Let’s follow the “but they want it” argument to its logical end. I spent years in an unhealthy, harmful, borderline abusive relationship. I stayed in part because of pressure from my partner, and in part because my peers had spent years telling me that I’d never have a partner at all, so having anyone want to be with me seemed like a small
          miracle. Many, many other people have made similar choices to stay in harmful relationships. Does that mean that we should all stop fighting against intimate partner abuse, and instead work to preserve the unhealthy relationships that many of us “chose?”

          It’s the same with living (and working, and learning)
          situations for disabled people. Many of us grow up believing that we need to be controlled and that we’ll never be able to live or operate independently. We often aren’t made fully aware of our options and their benefits. I was lucky enough to have a parent who pushed back against all that, but not everyone is so lucky.

          “Free choice” is not a proper excuse to preserve harmful
          options.

          1. Who says it’s “harmful”? You? You decide for the rest of us? What if I thought all small community homes were “harmful”? Ultimately if there are a plethora of choices people — residents and guardians — will vote with their feet. As a parent I sincerely don’t understand the reticence (if not hostility) in even considering an intentional community. How is this “pro-choice” by banning an entire housing option?

          2. How can anyone watch that video and say the residents are coerced? Places like this have long waiting lists for a good reason: because they provide an amazing life for these residents. There is nothing wrong with this choice. In fact I am flying down there to now check it out for my daughter. By the looks of it, it would be wonderful for her.

          3. For some reason, there’s no “reply” button on the two replies to my last comment. So I’ll reply here.

            Who says it’s harmful? Actually disabled people. Including those of us who don’t speak, need significant support, and otherwise fit in the often-used and hateful category of “low functioning.”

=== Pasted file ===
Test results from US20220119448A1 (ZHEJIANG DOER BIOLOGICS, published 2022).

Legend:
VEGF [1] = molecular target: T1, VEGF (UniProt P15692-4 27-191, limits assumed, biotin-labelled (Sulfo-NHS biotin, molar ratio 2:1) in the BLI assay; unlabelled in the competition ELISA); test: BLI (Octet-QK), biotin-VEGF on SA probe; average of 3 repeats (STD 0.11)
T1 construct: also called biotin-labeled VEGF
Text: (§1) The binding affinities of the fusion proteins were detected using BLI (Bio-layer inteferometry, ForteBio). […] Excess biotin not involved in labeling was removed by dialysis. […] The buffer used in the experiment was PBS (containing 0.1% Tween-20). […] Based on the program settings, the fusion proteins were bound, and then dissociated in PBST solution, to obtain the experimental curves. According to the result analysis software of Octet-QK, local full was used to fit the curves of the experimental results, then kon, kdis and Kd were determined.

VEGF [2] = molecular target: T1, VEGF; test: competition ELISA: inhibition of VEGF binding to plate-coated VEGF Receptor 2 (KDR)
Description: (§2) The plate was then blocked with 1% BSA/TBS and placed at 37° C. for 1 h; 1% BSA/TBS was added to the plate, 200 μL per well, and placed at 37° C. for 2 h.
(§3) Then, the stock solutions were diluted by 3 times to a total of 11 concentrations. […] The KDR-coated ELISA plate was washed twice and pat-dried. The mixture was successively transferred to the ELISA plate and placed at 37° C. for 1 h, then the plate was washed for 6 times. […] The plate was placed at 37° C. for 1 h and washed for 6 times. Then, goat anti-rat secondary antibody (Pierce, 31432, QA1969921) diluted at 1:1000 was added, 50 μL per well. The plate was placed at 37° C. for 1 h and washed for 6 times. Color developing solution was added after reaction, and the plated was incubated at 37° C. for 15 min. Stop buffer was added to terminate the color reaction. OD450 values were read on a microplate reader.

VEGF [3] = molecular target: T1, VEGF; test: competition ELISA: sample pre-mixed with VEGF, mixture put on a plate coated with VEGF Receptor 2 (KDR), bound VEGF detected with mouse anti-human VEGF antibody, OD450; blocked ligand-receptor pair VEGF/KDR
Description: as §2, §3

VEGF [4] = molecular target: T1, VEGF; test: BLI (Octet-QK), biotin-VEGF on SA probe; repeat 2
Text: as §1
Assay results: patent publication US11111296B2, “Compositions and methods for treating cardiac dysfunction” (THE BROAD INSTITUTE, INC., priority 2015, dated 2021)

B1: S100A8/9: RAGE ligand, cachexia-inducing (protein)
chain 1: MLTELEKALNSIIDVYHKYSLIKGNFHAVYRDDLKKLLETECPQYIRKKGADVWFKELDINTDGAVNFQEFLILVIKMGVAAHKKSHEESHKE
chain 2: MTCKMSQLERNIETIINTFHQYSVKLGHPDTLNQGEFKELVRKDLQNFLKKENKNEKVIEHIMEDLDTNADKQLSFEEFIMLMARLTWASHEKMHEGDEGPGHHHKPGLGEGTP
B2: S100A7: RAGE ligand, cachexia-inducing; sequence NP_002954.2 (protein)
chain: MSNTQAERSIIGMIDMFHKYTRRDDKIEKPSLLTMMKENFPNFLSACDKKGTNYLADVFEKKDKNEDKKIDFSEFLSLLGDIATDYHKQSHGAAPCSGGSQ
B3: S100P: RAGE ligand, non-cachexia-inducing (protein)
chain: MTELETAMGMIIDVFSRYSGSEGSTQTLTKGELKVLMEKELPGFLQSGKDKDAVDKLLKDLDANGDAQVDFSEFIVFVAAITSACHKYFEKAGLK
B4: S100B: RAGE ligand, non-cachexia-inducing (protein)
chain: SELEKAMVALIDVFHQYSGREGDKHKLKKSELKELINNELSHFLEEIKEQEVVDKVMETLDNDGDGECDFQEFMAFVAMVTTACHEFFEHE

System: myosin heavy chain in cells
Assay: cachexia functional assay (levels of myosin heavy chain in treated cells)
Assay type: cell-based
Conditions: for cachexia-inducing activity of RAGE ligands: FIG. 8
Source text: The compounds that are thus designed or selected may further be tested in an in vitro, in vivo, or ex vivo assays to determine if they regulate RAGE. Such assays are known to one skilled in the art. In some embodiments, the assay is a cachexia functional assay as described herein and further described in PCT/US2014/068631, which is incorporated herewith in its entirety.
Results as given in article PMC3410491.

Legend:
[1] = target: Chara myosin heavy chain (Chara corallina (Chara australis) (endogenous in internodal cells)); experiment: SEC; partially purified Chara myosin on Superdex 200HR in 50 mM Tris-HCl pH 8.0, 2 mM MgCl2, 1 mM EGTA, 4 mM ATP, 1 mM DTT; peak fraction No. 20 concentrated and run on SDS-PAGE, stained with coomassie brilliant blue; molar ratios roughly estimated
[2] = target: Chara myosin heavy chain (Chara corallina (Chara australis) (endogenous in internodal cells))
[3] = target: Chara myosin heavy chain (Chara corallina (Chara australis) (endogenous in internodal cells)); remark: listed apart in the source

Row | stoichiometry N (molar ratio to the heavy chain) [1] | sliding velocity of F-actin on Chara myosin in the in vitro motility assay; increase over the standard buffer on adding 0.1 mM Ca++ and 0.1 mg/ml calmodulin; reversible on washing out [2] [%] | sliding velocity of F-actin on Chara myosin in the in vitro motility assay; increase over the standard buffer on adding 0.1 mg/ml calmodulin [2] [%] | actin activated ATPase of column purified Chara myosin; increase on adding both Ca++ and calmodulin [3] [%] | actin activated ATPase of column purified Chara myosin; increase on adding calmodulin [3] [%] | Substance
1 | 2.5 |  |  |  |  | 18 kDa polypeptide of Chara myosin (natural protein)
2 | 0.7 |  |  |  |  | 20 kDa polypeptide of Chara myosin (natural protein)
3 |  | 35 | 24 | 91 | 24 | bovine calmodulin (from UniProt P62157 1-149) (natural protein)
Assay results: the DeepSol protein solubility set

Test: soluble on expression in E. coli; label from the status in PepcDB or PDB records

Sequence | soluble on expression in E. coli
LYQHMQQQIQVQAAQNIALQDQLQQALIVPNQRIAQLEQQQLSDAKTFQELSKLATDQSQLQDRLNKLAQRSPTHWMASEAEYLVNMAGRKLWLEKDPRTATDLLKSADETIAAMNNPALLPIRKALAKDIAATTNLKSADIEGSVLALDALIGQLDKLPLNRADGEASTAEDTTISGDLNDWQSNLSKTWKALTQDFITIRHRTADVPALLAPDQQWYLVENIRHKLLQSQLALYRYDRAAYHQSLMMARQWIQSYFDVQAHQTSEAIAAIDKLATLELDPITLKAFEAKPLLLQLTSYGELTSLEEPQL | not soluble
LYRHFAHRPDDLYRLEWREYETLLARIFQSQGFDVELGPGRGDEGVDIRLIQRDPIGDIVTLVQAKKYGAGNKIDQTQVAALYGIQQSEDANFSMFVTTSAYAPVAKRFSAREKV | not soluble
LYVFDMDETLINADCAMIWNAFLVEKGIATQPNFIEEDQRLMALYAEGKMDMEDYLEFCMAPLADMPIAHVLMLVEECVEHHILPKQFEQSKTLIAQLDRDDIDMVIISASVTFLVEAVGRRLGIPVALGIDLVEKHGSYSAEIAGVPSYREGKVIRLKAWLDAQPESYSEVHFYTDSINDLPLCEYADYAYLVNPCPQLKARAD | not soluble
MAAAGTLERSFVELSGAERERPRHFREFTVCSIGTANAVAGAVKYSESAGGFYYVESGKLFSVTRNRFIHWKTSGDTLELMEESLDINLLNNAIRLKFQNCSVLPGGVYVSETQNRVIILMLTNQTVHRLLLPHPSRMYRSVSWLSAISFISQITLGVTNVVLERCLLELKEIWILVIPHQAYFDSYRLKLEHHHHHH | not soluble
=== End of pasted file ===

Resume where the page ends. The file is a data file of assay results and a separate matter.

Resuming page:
The difference isn’t between large facilities and small community homes. We have no problem with a hypothetical intentional community that is fully controlled by its actual residents–not parents, not guardians, not caregivers, but the disabled people living there. We have lots of problems with any facility–a small home, an intentional community, a mental hospital–controlled by non-disabled people. Any such facility is ripe for abuse, either obvious or more subtle. That’s simply how power works. It is human nature for those in power to abuse those who lack power, whether they realize it or not.

            Truly consumer-controlled options are rare in the U.S.
            So by making them the norm, we want to expand choice, not restrict it.

            As to the video, do you really expect us to accept the ranch’s promotional material at face value? You’re showing us the highlight reel. How do we know what goes on in the outtakes, behind closed doors? There may or may not be abuse of some sort there, but one advertisement doesn’t provide much reassurance.

            Also, you both missed the first point I made in my last comment–just because something is a bad option, doesn’t mean it will close. Individuals in positions of authority over disabled people will think it’s a good option, will ignore, justify or not notice the abuse, and the bad option will continue operating. Residents often aren’t allowed to vote with their feet.

          4. Before commenting further, I suggest everyone in this exchange read Mel Baggs’ blog post about institutions (referenced in the article.) Mel Baggs is a nonspeaking autistic person, with many traits you might recognize in your own children. Mel also spent time at one of these glorified institutions, and offers a compelling explanation of why they are abusive and harmful even if they don’t involve overt physical abuse.

    2. “NO WHERE in the report does it state that Ford endorses the report; rather, the views presented are those of the authors.”

      They funded the report. There is no clearer endorsement of something than throwing money at it.